NEW YORK -- Oil prices plunged Friday after Libya declared a cease-fire and said the government would stop military operations against rebels.
Foreign Minister Moussa Koussa announced the cease-fire Friday, shortly after the U.N. voted to authorize a no-fly zone and ``all necessary measures,'' including airstrikes, to protect Libyan citizens from forces loyal to Moammar Gadhafi.
Koussa said the cease-fire ``will take the country back to safety'' and ensure security for all Libyans. Despite his announcement there were reports that fighting continued in some parts of the country.
Benchmark crude dropped on the New York Mercantile Exchange after the cease-fire announcement, tumbling $2.51 in 15 minutes, or nearly 3 percent. At midday West Texas Intermediate oil for April delivery was down 79 cents at $100.63.
In London, Brent crude lost $1.16 at $113.49 per barrel on the ICE Futures exchange.
Friday's drop was just the latest turn in an especially volatile market. Oil prices surged as much as 27 percent in the past month as pro-reform uprisings swept through North Africa and the Middle East, ousting leaders in Tunisia and Egypt. The region is home to OPEC heavyweights Saudi Arabia and Iran, and it produces 27 percent of the world's oil.
Early Friday crude prices climbed as the U.N. no-fly zone announcement raised concerns that military units from the U.S. and Europe would be pulled into the crisis.
``Now that doesn't seem as much a possibility,'' said Addison Armstrong, director of market research at Tradition Energy.
Still, oil prices remain well above where they were before the Libya uprising. The rebellion continues to cut off most of Libya's oil exports, which previously satisfied nearly 2 percent of world demand at 1.5 million barrels per day. Oil traders say they're also worried that the U.N. action, combined with growing unrest in Bahrain and Yemen, will further erode trade relations between OPEC and the West.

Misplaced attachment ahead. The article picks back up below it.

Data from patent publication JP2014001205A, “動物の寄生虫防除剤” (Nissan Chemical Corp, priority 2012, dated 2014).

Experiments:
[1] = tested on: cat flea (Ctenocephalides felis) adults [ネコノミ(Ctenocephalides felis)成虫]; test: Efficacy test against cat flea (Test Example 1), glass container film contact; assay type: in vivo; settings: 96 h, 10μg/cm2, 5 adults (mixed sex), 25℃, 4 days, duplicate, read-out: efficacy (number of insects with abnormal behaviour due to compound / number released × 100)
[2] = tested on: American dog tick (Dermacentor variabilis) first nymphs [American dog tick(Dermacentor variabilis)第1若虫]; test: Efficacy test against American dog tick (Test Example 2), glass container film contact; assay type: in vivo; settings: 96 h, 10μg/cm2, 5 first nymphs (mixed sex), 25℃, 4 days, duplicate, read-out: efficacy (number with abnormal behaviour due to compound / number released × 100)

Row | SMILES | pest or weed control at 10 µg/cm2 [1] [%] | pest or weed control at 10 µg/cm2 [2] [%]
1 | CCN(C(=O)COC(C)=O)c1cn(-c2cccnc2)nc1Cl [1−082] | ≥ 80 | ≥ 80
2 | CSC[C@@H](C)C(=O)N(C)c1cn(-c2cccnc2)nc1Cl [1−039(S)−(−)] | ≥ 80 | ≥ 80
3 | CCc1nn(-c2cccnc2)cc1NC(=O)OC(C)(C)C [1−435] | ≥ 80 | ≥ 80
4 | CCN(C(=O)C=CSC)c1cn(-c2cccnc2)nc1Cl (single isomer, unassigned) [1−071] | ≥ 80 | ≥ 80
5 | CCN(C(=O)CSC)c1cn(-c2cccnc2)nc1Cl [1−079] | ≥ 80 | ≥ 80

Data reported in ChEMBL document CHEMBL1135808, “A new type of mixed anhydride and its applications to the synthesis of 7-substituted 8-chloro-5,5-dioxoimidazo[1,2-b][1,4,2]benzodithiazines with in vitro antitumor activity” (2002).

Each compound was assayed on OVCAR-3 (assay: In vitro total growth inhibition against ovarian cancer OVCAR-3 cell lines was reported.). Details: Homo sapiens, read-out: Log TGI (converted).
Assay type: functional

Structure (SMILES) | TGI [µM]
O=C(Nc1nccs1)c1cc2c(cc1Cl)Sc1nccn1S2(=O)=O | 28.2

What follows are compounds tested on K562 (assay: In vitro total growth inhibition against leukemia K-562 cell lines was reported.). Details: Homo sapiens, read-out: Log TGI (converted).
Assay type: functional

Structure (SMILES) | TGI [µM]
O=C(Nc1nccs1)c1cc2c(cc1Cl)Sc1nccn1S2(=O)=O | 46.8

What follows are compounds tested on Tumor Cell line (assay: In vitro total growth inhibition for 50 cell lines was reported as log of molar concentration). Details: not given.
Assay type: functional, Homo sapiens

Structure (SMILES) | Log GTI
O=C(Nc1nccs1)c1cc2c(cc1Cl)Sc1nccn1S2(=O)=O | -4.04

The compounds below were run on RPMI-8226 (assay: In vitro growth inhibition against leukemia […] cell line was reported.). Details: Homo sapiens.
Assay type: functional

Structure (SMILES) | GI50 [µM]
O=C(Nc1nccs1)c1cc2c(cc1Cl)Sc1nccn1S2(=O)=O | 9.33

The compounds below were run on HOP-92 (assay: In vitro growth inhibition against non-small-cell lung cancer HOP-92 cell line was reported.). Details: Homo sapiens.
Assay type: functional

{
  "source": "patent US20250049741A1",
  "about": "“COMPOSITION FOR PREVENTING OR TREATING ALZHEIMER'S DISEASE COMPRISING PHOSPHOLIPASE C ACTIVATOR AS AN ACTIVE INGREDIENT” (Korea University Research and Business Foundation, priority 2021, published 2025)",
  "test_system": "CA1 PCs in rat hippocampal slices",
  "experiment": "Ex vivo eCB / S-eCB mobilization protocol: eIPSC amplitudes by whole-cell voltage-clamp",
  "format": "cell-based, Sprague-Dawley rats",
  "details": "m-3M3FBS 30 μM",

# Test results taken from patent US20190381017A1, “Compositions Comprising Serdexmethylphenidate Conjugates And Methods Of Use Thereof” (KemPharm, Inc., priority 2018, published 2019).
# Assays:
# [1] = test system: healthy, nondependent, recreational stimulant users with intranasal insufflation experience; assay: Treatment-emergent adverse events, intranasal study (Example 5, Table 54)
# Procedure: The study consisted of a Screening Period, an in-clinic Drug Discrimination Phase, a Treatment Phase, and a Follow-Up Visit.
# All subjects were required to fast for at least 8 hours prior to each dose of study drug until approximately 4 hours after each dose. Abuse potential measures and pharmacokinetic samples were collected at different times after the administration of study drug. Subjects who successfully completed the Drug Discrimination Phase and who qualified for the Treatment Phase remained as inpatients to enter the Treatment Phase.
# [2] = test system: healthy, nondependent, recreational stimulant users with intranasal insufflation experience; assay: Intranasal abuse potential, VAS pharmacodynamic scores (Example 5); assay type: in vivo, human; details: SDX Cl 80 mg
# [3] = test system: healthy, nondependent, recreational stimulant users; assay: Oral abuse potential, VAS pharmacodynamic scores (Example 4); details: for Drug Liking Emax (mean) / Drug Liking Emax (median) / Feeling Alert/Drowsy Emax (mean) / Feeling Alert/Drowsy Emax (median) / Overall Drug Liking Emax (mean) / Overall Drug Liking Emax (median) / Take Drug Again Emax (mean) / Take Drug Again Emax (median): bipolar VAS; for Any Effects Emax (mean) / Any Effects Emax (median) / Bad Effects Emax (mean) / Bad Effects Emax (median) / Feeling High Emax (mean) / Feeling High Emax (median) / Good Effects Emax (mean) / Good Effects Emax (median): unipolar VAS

Yemeni security forces shot at anti-government demonstrators Friday, killing at least 31 people. And a senior Iranian cleric urged Bahrain's Shiites to keep up their protests against the Sunni monarchy ``until you die or win.''
The recent jump in oil has hit energy markets as the global economy gradually recovers from recession. Higher prices resulted in a surprise trade deficit last month in China and helped keep U.S. gas pump prices at the highest levels ever for this time of year.
Economists say the rise in oil prices has hurt oil and gas demand in the U.S., the world's largest petroleum consumer. The Energy Information Administration said total petroleum demand in the U.S. dropped in the first two weeks of March by 200,000 barrels per day.
Moody's Investors Services said if oil stays above $100 per barrel, it will further weaken the global economic recovery. The price of oil, coal and natural gas could rise as Japan rebuilds and increases imports to make up for power generation lost from damaged nuclear reactors. Most of Japan's power about 28 percent comes from coal-fired plants. More than 50 nuclear reactors provide roughly 27 percent of the country's power.
Higher oil prices have also pushed up airfares around the world, and food prices could rise as costs increase for fertilizers and fuel to run farm equipment and to transport produce, Moody's said. Automakers in Japan and elsewhere could see sales lag because of higher fuel prices.
Jim Ritterbusch, president of energy consultancy Ritterbusch and Associates, said the international crises have totally rattled energy markets, and prices will continue to jerk up and down with every major headline.
``I've been trading oil commodities for 37 years and I've never seen such a vast array of items that this market has to digest each and every day,'' Ritterbusch said.
In other Nymex trading for April contracts, heating oil fell 4 cents to $3.0262 per gallon and gasoline futures lost a penny at $2.9372 per gallon. Natural gas gave up 2 cents at $4.176 per 1,000 cubic feet.